The Hubble Space Telescope Turns 30: Three Decades of Science and Imagery

By Bethany Downer


Diving into some of Hubble’s most significant contributions to the field of astronomy over its 30 year history.

In April of 2020, we celebrated an important milestone in astronomy and science: the Hubble Space Telescope turned 30! While the mission is best known for its beautiful imagery of the cosmos, the telescope has also changed the landscape of space science and this anniversary marked an exciting time to consider what is to come in the field of astronomy in the coming years.

Credit: NASA, ESA

On 24 April 1990, the NASA/ESA Hubble Space Telescope was sent into orbit aboard the Space Shuttle Discovery — this was the first space telescope of its kind. The first years of the telescope’s operations were infamously troubled, as Hubble suffered from a spherical aberration. This was an optical defect that was solved by installing an extra optical device in the first Hubble servicing mission. Ever since, “the people’s telescope” has offered a new view of the Universe and has surpassed all expectations, beaming back data and images that have changed scientists’ understanding of the Universe and the public’s perception of it. Let’s dive into some of Hubble’s most significant contributions to the field of astronomy over its 30 year history!


Credit: NASA, ESA

Arguably one of the most famous series images of all time, the Hubble Deep Fields released in the telescope’s earlier years fascinated scientists and the general public alike, as the thousands of galaxies captured in single images spawned widespread fascination and amazement. These are extended observations of a particular region of the sky intended to reveal faint objects by collecting the light from them for an appropriately long time. By studying the thousands of galaxies captured in these Deep Field observations, including some of the most distant primeval galaxies, astronomers were learning more about the very early Universe.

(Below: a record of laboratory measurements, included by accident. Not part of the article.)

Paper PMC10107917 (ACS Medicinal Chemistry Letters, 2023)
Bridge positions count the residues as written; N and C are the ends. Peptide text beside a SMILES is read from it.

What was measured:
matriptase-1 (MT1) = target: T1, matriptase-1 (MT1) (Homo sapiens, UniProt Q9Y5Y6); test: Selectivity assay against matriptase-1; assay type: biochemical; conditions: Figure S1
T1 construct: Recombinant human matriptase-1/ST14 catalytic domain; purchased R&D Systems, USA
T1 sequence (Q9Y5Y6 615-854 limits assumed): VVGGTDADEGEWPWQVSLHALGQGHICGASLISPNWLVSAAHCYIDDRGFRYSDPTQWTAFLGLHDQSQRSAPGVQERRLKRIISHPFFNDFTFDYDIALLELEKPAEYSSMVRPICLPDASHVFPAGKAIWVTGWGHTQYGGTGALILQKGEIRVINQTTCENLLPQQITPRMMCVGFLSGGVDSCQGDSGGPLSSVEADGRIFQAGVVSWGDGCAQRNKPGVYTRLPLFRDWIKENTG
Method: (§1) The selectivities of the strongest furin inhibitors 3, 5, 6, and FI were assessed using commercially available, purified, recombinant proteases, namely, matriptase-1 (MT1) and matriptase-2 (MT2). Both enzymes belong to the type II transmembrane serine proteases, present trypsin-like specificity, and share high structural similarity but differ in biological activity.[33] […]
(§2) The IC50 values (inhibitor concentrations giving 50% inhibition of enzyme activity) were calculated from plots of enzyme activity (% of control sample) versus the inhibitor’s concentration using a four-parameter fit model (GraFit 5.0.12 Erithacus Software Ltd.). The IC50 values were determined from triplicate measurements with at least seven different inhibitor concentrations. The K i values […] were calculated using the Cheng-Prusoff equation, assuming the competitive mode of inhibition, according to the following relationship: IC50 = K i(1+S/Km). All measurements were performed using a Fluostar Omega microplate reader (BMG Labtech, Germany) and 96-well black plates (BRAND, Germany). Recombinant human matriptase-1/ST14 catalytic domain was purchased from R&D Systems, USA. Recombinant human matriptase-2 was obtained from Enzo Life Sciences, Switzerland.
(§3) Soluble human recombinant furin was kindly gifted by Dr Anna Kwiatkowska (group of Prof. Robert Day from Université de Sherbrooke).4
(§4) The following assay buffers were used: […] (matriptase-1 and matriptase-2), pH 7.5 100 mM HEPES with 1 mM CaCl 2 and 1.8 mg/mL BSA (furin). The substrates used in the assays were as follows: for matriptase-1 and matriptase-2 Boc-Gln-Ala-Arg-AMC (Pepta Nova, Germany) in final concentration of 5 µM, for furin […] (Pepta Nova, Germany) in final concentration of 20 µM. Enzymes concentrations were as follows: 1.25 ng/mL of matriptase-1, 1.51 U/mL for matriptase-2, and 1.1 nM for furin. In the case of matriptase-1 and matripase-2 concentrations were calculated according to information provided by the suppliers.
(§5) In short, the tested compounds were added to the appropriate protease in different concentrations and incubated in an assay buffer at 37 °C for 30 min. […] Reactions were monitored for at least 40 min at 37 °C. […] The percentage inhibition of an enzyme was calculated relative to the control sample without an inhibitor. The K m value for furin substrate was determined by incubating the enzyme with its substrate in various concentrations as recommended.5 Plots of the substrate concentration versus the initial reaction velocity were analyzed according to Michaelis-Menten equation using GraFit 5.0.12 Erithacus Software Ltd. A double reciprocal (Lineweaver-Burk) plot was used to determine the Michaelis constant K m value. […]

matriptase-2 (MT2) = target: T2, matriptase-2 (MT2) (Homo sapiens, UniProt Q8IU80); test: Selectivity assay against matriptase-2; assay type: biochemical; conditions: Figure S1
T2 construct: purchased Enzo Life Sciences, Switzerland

Credit: NASA, ESA, and S. Beckwith (STScI) and the HUDF Team

One of Hubble’s initial core purposes was to determine the rate of expansion of the Universe, known to astronomers as the “Hubble Constant“. This value is an essential ingredient needed to determine the age, size and fate of the cosmos. Before Hubble was launched, the value of the Hubble constant was not known precisely, and calculations of the Universe’s age ranged from 10 billion to 20 billion years. Now, astronomers using the Hubble Space Telescope’s data and observations have refined their estimates of the Universe’s present expansion rate and are working to make it more accurate. Hubble’s refined distance values have helped to put the age of the Universe at 13.8 billion years old.

Hubble’s data was also famously used to discover that the universe has not been expanding at a constant rate, but instead is accelerating. Many scientists believe this acceleration is caused by something called dark energy that must make up about 70 percent of the entire Universe. Hubble has been at the forefront of research into both dark matter and dark energy.

Credit: NASA, ESA

The famous space telescope has contributed to research of black holes, and in particular, supermassive black holes. Using its spectroscopic observing capabilities, Hubble has peered into galaxy cores to find that the stars there moved in tight orbits at enormous velocities. This strange behaviour indicated the presence of a truly colossal gravitational field — that could only be produced by a supermassive black hole. Hubble provided the first solid proof of their existence. Today it is known that there is a black hole in the centre of almost every galaxy.